Belfast Telegraph

Blooming Marvellous competition: First two winners in Belfast Telegraph's £4,000 competition revealed

Victor and Roz Henry's magical garden
Victor and Roz Henry's magical garden
Judges Averil Milligan and Trevor Edwards on their visit to the garden
Judges Averil Milligan and Trevor Edwards on their visit to the garden
1st for Large Urban Garden: Roz and Victor Henry
Denis Boal's garden was runner-up in the Large Urban category
Sean and Maura Palmer's patch took bronze in the Small Country Garden section

By Linda Stewart

It's here at last! For months we've been searching for Northern Ireland's finest gardens as part of our Blooming Marvellous competition.

Our judges have trawled through hundreds of photos as more than 60 people sent in entries in a bid to win a share of the £4,000 prize fund.

Today we announce the worthy victors of two of the four categories – Large Urban and Small Country.

Winner of the former is Victor and Roz Henry's glorious garden on the outskirts of Newtownards.

Tropical ginger lilies and banana plants jostle with cottage-style roses and verbascum, delivering vivid bursts of colour.

Our judges – Rowallane head gardener Averil Milligan and garden designer Trevor Edwards – were impressed.

Averil said: "There was an exotic feel even before entering this garden as colourful plants bordered the gravel and spilled out of pots. The gate immediately took your eye up to a pergola above and wooden shelving on a wall giving vertical elements immediately in a clever way.

"Beyond the luscious lawn a decking area awaited with a pond behind. The eye is drawn around the site by a soft blue palette of wooden structures, glass or plants.

"A gate leads onto a path of crunchy gravel leading to a summerhouse. The unusual planting complemented the whole garden, softening edges and creating a sense of surprise throughout."

Trevor added: "Roz and Victor Henry's garden was a charming, intimate experience filled with many choice shrubs and plants framed within a number of well-structured compartments.

"The detail can be typified by their use of every space without appearing crammed. I enjoyed the use of the slim hanging pot plant theatres on the walls. The design of the garden provides featured seating to enjoy the garden at all time of the day."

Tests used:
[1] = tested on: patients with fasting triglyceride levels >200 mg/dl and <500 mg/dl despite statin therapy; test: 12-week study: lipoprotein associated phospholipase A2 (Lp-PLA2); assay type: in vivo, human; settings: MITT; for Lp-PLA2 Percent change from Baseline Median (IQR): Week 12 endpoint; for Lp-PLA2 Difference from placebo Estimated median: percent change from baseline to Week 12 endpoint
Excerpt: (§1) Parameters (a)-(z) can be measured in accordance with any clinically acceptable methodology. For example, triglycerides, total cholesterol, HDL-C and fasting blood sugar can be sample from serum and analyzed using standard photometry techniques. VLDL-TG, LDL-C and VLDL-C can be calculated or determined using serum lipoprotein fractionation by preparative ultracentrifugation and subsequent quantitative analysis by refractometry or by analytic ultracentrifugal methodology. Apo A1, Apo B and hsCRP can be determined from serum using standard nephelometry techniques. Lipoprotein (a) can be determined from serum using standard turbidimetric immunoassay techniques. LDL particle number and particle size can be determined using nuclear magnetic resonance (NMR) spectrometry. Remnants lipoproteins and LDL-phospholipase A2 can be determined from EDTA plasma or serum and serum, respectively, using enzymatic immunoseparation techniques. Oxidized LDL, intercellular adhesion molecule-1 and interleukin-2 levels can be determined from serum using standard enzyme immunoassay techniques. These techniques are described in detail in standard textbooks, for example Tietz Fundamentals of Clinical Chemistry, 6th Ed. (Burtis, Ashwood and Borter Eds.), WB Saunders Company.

The winner had healthy competition from the other finalists, including runner-up Denis Boal with his oasis of calm behind a Victorian townhouse in Bangor.

The former orchard still harboured some mature fruit trees, and featured a series of entrancing walkways, an impressive vegetable patch and a small colony of hens.

Averil said: "This was a lovely mix of garden compartments with formality in some parts, others less so. Formal circular pond, miniature bridges enclosed with gravel is the first eye-catcher.

"A fallen tree left for wildlife value and surrounded by wildflower encapsulated one area beside an old pear tree contrasts in another area. Refreshing to see well tended vegetables in rows at one side of a path, other in formal lawn. Pergolas and hedging used to maximum use for privacy."

The bronze award went to the gorgeously scented Moorish inspired courtyard garden at Rugosa Villa in Portstewart designed by James Logan.

Averil commented: "Vistas and seating to relax, all surrounded by roses and clematis. A clever use of space with a water rill cooling you, giving sound by trickling and giving length to the eye. Private areas to sit following the course of the sun through the day.

"A garden loved by its owners and enjoyed daily. Clever lighting opens it up again for the evening. This garden punched a lot in and was very cleverly laid out to maximum use of space, but still giving time to relax and enjoy."

The winners of the final two categories will be revealed tomorrow.

Belfast Telegraph


From Belfast Telegraph